There isn't a right or a wrong way to write your application, but there are a number of things that you should consider to make your application stand out from the crowd. Knowing what the assessors look for is the key to catching their eye.
How can I write a good application?
Selectors will take into account a number of different factors when assessing your application:
- Your academic profile (qualifications and predicted A-level grades)
- Your personal statement - Read our guide about writing your statement
- Your academic reference
You can help to make your academic reference relevant by making sure that the person who will be writing your reference knows why you want to study the subject you have chosen to apply for.
Warwick offers intensive, challenging and stimulating undergraduate degrees and our successful applicants will be those who can convince us that their qualifications, motivation and experience will suit them well for such degree courses. You should be able to demonstrate how your previous study and experiences have given you a keen interest in the subject to which you have applied. Additionally, a number of our courses require previous advanced-level study in a particular subject; any specific subject requirements for a particular course of study and listed by degree in the Degree A-Z as well as on the UCAS website.
You can also make your application stand out from the crowd by paying careful attention to what you put into and how you write your personal statement.
What should I include in my personal statement?
Read our new guide about writing a personal statement.
This could be your only chance to impress the selector. Before you write your statement you might want to consider the following:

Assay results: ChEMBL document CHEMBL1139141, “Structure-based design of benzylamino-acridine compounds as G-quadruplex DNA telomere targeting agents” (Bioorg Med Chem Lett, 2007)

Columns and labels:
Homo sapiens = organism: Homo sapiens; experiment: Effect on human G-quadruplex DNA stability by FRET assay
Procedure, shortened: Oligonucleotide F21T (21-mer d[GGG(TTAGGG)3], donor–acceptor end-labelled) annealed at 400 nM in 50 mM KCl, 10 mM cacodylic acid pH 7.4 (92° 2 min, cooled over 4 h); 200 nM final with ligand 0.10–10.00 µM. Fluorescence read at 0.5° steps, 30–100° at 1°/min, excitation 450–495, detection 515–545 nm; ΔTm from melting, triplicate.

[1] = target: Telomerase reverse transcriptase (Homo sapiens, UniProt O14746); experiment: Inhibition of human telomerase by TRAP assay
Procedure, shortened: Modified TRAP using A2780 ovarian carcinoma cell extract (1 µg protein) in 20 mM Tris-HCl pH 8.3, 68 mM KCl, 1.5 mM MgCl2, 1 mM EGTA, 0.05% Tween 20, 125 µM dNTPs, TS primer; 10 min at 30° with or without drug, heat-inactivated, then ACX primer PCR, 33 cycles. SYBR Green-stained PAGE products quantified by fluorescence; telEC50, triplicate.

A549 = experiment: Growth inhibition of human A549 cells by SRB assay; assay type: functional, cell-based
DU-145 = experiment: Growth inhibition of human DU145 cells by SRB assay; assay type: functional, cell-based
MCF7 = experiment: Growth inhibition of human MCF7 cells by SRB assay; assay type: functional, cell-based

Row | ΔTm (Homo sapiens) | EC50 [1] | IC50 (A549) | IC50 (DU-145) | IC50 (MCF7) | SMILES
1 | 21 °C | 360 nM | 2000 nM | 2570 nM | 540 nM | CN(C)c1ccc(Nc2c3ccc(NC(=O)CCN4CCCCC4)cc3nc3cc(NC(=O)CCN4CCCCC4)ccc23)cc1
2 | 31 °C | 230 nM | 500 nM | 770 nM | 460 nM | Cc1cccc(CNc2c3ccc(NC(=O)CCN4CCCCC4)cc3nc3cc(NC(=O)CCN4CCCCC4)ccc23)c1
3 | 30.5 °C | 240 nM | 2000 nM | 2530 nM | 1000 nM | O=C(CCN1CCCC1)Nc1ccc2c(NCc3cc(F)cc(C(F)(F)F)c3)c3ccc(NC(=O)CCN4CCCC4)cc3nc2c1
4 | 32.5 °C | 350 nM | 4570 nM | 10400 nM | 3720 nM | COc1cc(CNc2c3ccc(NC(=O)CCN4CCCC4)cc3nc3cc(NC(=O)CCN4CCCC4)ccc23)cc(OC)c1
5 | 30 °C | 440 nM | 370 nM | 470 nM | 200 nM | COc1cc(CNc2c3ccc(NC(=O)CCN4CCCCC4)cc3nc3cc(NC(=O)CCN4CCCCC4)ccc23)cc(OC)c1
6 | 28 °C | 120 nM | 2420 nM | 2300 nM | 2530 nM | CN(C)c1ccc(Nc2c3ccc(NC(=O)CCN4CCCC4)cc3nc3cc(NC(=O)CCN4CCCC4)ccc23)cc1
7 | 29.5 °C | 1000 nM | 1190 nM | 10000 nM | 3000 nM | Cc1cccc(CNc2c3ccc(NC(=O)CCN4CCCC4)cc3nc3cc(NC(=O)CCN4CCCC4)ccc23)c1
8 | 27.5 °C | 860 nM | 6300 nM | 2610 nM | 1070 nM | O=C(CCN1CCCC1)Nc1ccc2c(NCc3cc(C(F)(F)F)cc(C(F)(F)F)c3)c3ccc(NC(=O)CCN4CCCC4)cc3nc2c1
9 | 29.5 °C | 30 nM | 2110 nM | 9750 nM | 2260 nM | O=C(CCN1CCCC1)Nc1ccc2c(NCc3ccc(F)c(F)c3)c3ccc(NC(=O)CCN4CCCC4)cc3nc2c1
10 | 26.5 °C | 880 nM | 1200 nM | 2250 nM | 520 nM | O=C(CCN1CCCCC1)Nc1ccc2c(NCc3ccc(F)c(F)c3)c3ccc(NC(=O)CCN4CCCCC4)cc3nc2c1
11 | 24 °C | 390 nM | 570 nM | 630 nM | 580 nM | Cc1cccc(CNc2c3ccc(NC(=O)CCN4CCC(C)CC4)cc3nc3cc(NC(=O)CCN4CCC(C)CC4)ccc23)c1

- What is it that really interests you about this subject? Are there particular areas of the subject that really grab your attention and make you want to study it in more depth?
- Have you read widely outside your exam syllabus? Don't just list your wider reading; say what you thought about it, how it relates to other aspects of the subject, and how it has helped to develop your thinking.
- If you have applied for a joint or interdisciplinary degree, can you show that your are really committed to studying all the subjects that the degree entails, and have you made connections between the various areas of study?
- What do you hope following this course will do for you personally? What do you hope to get out of it?
- Do you have a particular career or area of work in mind which you hope the course will help you to enter?
- Assess your skills and abilities – what are your strengths and skills and how would you use and build on them in following this course?
Remember that the person reading your application form will want to know in what ways you ‘connect’ with your chosen subject. They will look for motivated students who can articulate their aims and have the potential to succeed on the course.
With this in mind, you might want to think about how any of your extra-curricular activities and/or work experience could illustrate your interest in your chosen subject or show evidence of skills which would be particularly useful to that field of study. Although we are keen to hear about your work experience and extra-curricular activities, they should not dominate your personal statement; remember that you are applying for an academic course of study, and the limited space available to you for your personal statement should predominantly focus on this.
You also need to think about the structure of your statement. A well-structured, thoughtfully written statement can convey your suitability for and commitment to the course. Take care with spelling and grammar, and make sure that your ideas are expressed clearly and intelligently.
Finally, make sure your statement reflects YOU and that you sound interested and interesting!
Important information to include
If you remember the following your application process will run more smoothly as we will be able to make a decision more quickly and we won't have to apply certain extra conditions to any offer of a place.
- Your application should contain a reference from a teacher at your most recent place of study.
- Your referee should state your predicted grades.
- If you are applying independently from a school or college ('Independent Apply') your referee should cite a school or college email address as a contact email, not a personal one.